Susan Metwali introduces a 30 minute practice especially for Refugee Week: gently moving your body, breath and voice, to relax, ground, release, energise and alter your emotional response to a present situation.
Although I would not call the sequence in my video, ‘Yoga’ in the classical sense, it does have elements that are in line with that tradition.
Yoga means yoked or joined together, united. It is actually a state of being where the body, mind and spirit are coming together to make us complete.
So in this practice that I have put together, physical movement, breathing and using the voice to create a vibration that engages our attention, there is a chance to let go of negative emotion and be more at ease.
When we feel afraid, anxious or vulnerable, our breath will be shallow and quickened. Just slowing the breathing has a physiological effect that will result in us feeling more relaxed. Using breathing and body weight to make more contact with the earth helps to ground us, we feel stronger and rooted.
Attention to the practice, including acknowledging how we actually feel, helps us to worry less about the future. Physically opening and stretching allows the person to experience some sort of freedom.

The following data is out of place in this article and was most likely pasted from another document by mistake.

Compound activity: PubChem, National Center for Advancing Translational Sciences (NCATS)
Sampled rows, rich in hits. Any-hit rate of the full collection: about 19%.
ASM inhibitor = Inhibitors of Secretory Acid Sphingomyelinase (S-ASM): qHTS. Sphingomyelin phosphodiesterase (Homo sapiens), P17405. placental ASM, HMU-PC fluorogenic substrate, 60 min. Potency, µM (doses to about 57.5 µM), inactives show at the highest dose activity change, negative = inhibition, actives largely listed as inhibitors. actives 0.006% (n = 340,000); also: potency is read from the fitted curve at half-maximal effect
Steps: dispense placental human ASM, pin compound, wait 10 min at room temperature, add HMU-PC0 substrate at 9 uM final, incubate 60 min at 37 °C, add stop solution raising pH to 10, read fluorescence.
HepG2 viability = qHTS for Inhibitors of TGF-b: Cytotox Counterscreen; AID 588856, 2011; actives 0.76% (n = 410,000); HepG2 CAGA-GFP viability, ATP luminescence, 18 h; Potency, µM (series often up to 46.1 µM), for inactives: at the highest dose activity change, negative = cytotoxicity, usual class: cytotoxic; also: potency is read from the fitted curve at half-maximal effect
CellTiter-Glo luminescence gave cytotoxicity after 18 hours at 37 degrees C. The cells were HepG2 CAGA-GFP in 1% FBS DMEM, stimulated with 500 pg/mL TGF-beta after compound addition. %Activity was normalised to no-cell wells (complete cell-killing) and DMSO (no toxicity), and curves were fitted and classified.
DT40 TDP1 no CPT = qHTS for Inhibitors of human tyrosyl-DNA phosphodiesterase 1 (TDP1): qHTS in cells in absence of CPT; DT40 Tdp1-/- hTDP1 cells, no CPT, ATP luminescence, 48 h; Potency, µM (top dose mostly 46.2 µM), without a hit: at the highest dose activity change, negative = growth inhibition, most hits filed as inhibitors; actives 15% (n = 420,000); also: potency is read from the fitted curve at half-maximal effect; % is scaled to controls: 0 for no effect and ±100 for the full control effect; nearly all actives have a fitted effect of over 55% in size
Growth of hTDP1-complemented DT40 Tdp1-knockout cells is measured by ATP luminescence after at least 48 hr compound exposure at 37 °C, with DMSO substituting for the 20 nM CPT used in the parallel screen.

The Yoga classes that I taught in Hammersmith before I moved to Egypt were for women only. Many of the women who attended where from Africa and the Middle East. Normally outside the home many of them wore hijab and abaya. Apart from coming to their English classes their time was spent mainly at home or going shopping. I’m sure many felt very isolated and missed the social and cultural activities of their homelands.
It was important that the classes where accessible and they were thankfully funded by another organisation. They took place in the school which they were use to coming to for ESOL and the room could not be seen into either through windows or the door. So they felt safe and were able to wear less clothing and practise without head or face covering.
With time they became less self conscious, they enjoyed stretching and reaching out into the spaces around them. The Yoga asanas (postures) helped to make them stronger and the quieter floor based work brought real relaxation. Backaches and shoulder pains started to disappear for some. However what really inspired me the most was the sense of fun and the laughter that came into the class.
They loved to practise sometimes in pairs where one person provides support in order for the other to stretch out. They would joke that if their family members could see them, they would be amazed.
I was able to include some language tuition in the class. I provided diagrams and did some simple preparation before each class with regard to vocabulary and use of the imperative case for those who needed it.
I chose not to focus on the philosophy of Yoga or use of Sanskrit language.
The wonderful thing about a Yoga practice is that it can be tailored to the individual needs of the student. There is no such thing as being ‘good at Yoga’, it is a journey that brings rewards with every moment of practice.